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Rhododendrons are shrubs with showy flowers in spring, usually in shade of white, pink, purple and red.  Some types of rhododendrons that lose their leaves in winter are commonly called azaleas. Relatively few rhododendrons are fully hardy in the Chicago area or can cope well with its alkaline soils. The hybrid Rhododendron ‘P.J.M’.  does very well in cold climates and is one of the hardier rhododendrons for the Chicago region. It is able to tolerate near neutral soils.

  • Family (English) Heath
  • Family (botanic) Ericaceae
  • Tree or plant type Shrub
  • Native locale Non-native
  • Size range Small shrub (3-5 feet), Medium shrub (5-8 feet)
  • Light exposure Partial sun / shade (4-6 hrs light daily), Full shade (4 hrs or less of light daily)
  • Hardiness zones Zone 4, Zone 5 (Chicago), Zone 6, Zone 7
  • Soil preference Acid soil, Moist, well-drained soil
  • Season of interest mid spring, late spring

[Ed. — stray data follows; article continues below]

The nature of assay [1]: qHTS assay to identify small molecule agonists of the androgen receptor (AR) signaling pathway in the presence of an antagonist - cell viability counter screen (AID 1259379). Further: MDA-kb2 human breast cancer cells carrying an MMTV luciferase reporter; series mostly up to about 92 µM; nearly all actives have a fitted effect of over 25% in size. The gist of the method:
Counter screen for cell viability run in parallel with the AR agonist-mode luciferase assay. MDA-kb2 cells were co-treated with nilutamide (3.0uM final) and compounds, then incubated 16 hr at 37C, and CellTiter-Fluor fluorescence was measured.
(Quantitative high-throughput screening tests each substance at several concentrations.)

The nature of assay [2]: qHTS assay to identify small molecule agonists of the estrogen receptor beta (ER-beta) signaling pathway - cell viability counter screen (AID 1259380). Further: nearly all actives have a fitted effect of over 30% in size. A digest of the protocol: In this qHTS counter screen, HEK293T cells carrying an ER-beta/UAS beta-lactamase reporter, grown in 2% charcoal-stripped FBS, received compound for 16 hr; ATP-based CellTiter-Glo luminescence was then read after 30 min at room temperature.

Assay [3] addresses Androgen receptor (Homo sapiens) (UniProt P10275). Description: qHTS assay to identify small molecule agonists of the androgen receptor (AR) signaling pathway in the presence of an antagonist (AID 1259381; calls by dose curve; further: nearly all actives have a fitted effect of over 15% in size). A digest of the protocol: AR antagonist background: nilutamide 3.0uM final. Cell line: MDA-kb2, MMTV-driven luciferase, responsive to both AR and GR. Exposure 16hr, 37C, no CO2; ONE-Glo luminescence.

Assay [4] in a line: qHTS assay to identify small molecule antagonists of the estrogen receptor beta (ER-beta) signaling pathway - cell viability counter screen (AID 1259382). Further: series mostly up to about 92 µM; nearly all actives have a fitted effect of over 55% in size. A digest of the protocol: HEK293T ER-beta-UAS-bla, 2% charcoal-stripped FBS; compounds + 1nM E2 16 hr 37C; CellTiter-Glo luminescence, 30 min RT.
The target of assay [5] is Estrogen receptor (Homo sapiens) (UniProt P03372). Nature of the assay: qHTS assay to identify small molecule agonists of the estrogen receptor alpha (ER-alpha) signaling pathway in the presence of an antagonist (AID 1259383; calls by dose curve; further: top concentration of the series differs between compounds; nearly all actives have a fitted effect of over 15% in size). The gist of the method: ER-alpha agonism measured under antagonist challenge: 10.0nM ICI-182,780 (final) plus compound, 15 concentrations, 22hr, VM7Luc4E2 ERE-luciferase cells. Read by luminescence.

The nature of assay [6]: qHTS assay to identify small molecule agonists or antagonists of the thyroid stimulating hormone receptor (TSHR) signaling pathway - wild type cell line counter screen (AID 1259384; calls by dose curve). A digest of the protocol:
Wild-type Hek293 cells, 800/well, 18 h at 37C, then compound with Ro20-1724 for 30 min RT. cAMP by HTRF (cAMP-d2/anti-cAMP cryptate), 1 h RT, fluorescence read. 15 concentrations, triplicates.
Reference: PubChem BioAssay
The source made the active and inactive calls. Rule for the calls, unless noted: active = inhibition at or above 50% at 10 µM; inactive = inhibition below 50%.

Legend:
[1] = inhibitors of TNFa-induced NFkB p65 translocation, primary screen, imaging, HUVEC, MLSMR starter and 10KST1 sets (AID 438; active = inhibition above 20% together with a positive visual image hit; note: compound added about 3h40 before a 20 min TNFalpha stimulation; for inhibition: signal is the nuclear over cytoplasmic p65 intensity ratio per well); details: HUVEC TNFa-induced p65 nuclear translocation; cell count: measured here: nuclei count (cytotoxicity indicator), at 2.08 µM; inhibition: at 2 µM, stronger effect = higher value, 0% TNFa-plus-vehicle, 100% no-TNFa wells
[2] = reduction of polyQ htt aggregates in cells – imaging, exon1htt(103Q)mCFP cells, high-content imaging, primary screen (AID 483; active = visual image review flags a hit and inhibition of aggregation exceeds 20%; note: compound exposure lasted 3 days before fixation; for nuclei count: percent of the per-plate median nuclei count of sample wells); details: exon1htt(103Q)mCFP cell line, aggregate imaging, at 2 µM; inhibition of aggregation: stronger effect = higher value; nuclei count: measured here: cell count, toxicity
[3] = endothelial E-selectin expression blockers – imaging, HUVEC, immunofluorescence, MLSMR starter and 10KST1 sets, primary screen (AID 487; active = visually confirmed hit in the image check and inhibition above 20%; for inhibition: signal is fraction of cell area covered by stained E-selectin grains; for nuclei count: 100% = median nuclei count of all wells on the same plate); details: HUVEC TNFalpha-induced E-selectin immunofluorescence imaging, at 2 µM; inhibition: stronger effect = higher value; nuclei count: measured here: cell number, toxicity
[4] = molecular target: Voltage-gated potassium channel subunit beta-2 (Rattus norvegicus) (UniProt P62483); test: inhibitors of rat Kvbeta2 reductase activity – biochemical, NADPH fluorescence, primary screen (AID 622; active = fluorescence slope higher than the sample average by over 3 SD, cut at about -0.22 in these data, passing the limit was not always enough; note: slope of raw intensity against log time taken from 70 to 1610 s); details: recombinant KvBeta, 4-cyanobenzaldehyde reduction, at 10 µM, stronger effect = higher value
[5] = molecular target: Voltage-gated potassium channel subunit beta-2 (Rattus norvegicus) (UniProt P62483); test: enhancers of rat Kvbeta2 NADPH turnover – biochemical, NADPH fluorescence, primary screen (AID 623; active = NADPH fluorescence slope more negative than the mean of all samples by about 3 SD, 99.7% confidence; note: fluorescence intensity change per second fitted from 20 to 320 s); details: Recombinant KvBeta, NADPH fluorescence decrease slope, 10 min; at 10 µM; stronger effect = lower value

• Flower color and fragrance Pink
  • Shape or form Mounded
  • Growth rate Fast

Size and form:

A hybrid evergreen rhododendron reaching 3 to 6 feet high and wide.

Attracts birds, pollinators, or wildlife:  

Spring flowers attract butterflies including the giant swallowtail, pipevine swallowtail, and spicebush swallowtail.

Bark color and texture: 

Light straw-colored brown

Leaf or needle arrangement, size, shape, and texture: 

The leathery, evergreen leaves are smooth and dark green, changing to a purplish-red color in fall.  They are  1 to 2 1/2 inches long and elliptical.

Flower arrangement, shape, and size: 

Lavender-pink flowers bloom in clusters of 4-9 flowers in late spring.

Fruit, cone, nut, and seed descriptions: 

Plants set little or no seeds.

Plant care:

This rhododendron is best planted in spring.  It prefers a moist, acidic, organic-rich soil. It will tolerate a higher soil pH, but well-drained soil is a must.  Locate in part to full shade in a protected site out of winter winds.  Plants are shallow-rooted and will benefit from a layer of organic mulch to conserve moisture and moderate soil temperature fluctuations.  Water in dry periods.  Pruning is rarely needed, but faded flowers can be removed to improve appearance.  Avoid pruning after July when new buds are forming for next year’s flowers.

List of pests, diseases, and tolerances: 

Root rots and crown rots can occur in wet soil.  Black vine weevils are a potential problem.

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